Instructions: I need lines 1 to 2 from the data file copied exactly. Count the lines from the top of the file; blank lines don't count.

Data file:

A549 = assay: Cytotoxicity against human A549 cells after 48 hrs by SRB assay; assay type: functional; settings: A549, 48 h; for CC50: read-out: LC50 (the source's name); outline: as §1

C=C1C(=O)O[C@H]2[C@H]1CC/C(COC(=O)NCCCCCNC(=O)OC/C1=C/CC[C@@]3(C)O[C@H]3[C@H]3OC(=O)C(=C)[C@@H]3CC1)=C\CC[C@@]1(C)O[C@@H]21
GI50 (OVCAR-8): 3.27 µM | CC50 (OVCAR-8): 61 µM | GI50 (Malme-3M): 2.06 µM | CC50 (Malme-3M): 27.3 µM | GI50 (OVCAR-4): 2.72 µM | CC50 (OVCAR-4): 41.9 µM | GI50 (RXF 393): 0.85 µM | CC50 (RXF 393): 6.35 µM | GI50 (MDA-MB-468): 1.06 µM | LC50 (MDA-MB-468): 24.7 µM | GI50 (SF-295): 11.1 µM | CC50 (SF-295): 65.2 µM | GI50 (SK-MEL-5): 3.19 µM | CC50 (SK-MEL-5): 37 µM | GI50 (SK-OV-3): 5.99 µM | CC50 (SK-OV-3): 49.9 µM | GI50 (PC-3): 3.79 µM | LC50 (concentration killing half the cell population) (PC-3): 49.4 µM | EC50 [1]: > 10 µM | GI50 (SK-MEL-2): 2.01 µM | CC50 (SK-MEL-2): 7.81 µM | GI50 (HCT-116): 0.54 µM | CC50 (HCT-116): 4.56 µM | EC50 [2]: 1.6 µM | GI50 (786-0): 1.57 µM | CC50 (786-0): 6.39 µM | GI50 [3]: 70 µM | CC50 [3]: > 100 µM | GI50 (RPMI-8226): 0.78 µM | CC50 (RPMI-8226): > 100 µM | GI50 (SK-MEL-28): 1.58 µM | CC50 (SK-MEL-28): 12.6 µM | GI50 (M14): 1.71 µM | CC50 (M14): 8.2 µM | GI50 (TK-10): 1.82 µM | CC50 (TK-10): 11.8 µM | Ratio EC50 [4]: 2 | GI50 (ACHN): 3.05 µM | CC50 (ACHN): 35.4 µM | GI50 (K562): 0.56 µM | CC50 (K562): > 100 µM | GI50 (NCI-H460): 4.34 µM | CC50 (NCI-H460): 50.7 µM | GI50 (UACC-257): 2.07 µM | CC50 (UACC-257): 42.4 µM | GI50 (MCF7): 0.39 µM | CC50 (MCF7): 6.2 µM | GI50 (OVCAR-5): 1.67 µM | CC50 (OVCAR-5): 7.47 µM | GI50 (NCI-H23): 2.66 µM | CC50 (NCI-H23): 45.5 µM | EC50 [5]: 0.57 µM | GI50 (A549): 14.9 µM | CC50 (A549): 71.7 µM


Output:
A549 = assay: Cytotoxicity against human A549 cells after 48 hrs by SRB assay; assay type: functional; settings: A549, 48 h; for CC50: read-out: LC50 (the source's name); outline: as §1

C=C1C(=O)O[C@H]2[C@H]1CC/C(COC(=O)NCCCCCNC(=O)OC/C1=C/CC[C@@]3(C)O[C@H]3[C@H]3OC(=O)C(=C)[C@@H]3CC1)=C\CC[C@@]1(C)O[C@@H]21